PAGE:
Here in Arizona, we are committed to the latest technology, and using it to serve our great citizens. In the past five years, we have made tremendous progress in transparency, and as a result our electorate is better-informed.
ALIS Remote/Paperless Senate
The Arizona Legislative Information System (ALIS) allows members and staff to go paperless. The program provides easy access to legislative documents (bill versions, amendments, bill status, calendars, committee agendas). ALIS saves the state thousands of dollars, by not having the need to print documents prior to going to the floor or committee.
Legislature website (live proceedings, video archive, bills)
The Arizona Legislature has been recognized in a national study of government webcasts, and its online archive of video is one of the most-viewed. Of 518 government agencies studied, Arizona ranked #4 in most-archived webcasts created, and #7 in most live webcast viewers. Arizona is one of the only states in the country that requires committee agendas distributed five days in advance, and all are posted online.
Real-time Budget Transparency
As part of the Arizona Legislature’s commitment to an open process of establishing a budget for the state, the Joint Legislative Budget Committee is putting all major budget documents on the Web. Anyone with access to a computer can now see the latest updates on the state budget, economic analysis and a fiscal history for the state. The JLBC site even includes updates on overnight borrowing, in light of recent cash flow concerns.
In the past, people interested in speaking before a committee had to fill out “speaker slips”. Now, the public can directly express their views on bills by stepping up to a kiosk right in front of the hearing room. Committee members can directly access all opinions on bills. Once a person has created an account at a kiosk, future requests to speak can be done online.
Expanded public access on first floor
In 2009, the Senate reconfigured several meeting rooms and offices. The goal was to have an entire floor dedicated to public access, furthering the mission of transparency at the Legislature. The Majority Caucus Room moved to this public first floor, and was greatly expanded, with seating for one hundred, more than doubling previous capacity. Security was also improved with this redesign, with all members’ offices moved off the public floor.
Arizona Capitol Television,
In 2007, Arizona Capitol Television brought Senate and House live proceedings into the state’s living rooms. ACTV can be seen on the state’s two largest cable systems, Cox and Comcast, and on the Web at azleg.gov. Arizona Capitol Television provides live and recorded coverage of all Senate and House floor and committee and commission meetings. ACTV and the Legislative Broadcast Center produce original programming, including a half-hour interview program, a half-hour roundtable discussion program and a monthly magazine-style program on special events at the Capitol.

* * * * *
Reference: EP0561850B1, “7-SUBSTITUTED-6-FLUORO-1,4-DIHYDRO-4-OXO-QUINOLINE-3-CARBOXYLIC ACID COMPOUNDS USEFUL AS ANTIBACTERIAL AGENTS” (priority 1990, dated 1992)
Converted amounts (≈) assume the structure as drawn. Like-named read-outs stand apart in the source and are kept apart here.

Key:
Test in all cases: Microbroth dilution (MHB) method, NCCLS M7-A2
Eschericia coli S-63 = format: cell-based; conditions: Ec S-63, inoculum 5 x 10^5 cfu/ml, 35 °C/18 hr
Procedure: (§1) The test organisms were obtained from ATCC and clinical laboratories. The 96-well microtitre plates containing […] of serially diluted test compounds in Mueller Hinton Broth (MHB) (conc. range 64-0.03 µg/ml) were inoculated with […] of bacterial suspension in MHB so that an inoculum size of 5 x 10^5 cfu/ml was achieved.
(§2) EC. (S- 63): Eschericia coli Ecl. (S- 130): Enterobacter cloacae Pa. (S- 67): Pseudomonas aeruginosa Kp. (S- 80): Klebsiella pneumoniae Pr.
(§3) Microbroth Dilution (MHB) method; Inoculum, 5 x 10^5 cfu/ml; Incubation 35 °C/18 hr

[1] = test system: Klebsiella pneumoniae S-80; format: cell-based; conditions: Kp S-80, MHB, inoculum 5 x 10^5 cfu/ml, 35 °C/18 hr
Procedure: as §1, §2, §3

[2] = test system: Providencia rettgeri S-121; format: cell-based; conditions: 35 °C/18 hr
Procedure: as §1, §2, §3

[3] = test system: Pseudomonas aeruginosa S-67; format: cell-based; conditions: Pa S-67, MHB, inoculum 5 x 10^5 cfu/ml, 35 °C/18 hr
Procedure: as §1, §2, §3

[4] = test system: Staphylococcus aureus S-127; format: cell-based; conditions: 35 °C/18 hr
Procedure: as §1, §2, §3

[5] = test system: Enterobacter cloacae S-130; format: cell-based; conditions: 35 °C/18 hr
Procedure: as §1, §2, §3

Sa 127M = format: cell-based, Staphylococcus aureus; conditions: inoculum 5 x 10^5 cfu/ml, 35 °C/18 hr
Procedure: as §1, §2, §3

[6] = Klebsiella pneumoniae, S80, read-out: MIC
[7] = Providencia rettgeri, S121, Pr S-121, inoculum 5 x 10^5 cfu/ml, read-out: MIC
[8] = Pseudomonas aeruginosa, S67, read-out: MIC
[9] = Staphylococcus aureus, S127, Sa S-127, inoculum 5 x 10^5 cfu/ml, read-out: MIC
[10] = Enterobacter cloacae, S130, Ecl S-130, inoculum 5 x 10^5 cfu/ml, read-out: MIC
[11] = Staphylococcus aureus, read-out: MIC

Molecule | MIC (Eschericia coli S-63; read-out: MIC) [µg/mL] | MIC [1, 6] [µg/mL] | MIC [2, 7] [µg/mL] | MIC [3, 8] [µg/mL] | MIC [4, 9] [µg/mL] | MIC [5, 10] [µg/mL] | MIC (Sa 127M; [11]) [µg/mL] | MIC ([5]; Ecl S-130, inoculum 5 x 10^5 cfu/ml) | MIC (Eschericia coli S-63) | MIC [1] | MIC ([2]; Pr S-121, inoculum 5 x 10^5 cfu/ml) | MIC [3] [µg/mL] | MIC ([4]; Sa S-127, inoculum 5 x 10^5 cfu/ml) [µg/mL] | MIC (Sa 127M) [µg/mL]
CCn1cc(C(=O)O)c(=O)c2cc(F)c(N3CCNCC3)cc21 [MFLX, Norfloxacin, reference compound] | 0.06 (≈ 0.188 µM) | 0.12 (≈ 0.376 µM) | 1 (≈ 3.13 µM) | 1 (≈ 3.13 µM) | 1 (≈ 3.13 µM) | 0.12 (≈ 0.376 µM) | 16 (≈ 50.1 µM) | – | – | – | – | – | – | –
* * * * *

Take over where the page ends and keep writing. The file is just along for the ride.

Much of the work done by the nonpartisan Senate Research staff is now online, readily available for people across the state. The Legislative Summary offers an overview of all legislation approved by the Legislature. It features searchable text, and includes vetoed bills, memorials and resolutions. Research Briefs, also published online, features information on issues discussed at the Legislature.
Secretary of State One Stop Shop
In the 2010 Regular Session, lawmakers passed House Bill 2260, which called on the Secretary of State’s Office to establish an online database of rules, codes, ordinances and business license requirements for state agencies, cities and towns. This “one stop shop” helps businesses and start-ups identify regulations that apply to their field. By 2014, state agencies will need to be in compliance, with cities and towns following in 2015.
HOUSE BILL 2260
D. ON OR BEFORE DECEMBER 31, 2013, THE SECRETARY OF STATE SHALL ESTABLISH AN ONLINE DATABASE OF RULES THAT IS SEARCHABLE BY AGENCY, DATE, TOPIC, RULE NUMBER, TYPE OF BUSINESS FOR COMPLIANCE AND TYPE OF ACTIVITY FOR COMPLIANCE.
E. ON OR BEFORE DECEMBER 31, 2014, THE SECRETARY OF STATE SHALL ESTABLISH AN ONLINE DATABASE OF CODES, ORDINANCES AND BUSINESS LICENSE REQUIREMENTS FOR EACH AGENCY THAT IS SEARCHABLE BY AGENCY, DATE, TOPIC, ORDINANCE NUMBER, TYPE OF BUSINESS FOR COMPLIANCE AND TYPE OF ACTIVITY FOR COMPLIANCE. THE SECRETARY OF STATE SHALL LINK THE COUNTY INFORMATION TO THE SEARCHABLE DATABASE PRESCRIBED IN SUBSECTION D. EACH COUNTY SHALL SUPPLYINFORMATION TO THE SECRETARY OF STATE IN A MANNER AND FORMAT PRESCRIBED BY THE SECRETARY OF STATE.
F. ON OR BEFORE DECEMBER 31, 2015, THE SECRETARY OF STATE SHALL ESTABLISH AN ONLINE DATABASE OF CODES, ORDINANCES AND BUSINESS LICENSE REQUIREMENTS FOR EACH CITY AND TOWN THAT IS SEARCHABLE BY CITY OR TOWN, DATE, TOPIC, ORDINANCE OR CODE NUMBER, TYPE OF BUSINESS FOR COMPLIANCE AND TYPE OF ACTIVITY FOR COMPLIANCE. THE SECRETARY OF STATE SHALL LINK THE CITY OR TOWN INFORMATION TO THE SEARCHABLE DATABASE PRESCRIBED IN SUBSECTION D. EACH CITY OR TOWN SHALL SUPPLY INFORMATION TO THE SECRETARY OF STATE IN A MANNER AND FORMAT PRESCRIBED BY THE SECRETARY OF STATE.
Library & Archives
Arizona’s most important documents and historical artifacts now have a new home. In late 2008, the Polly Rosenbaum History and Archives Building opened. The new building protects these documents in a controlled environment. Innovations include a freezer to help preserve water-damaged documents and neutralize contamination by bugs or rats. In the past, records damaged by pests would have been destroyed. The new Archives building also features a humidification room, where brittle records can be infused with moisture.
The Arizona State Library also is taking an active role in implementing virtual and digital services, including full-text state agency publications.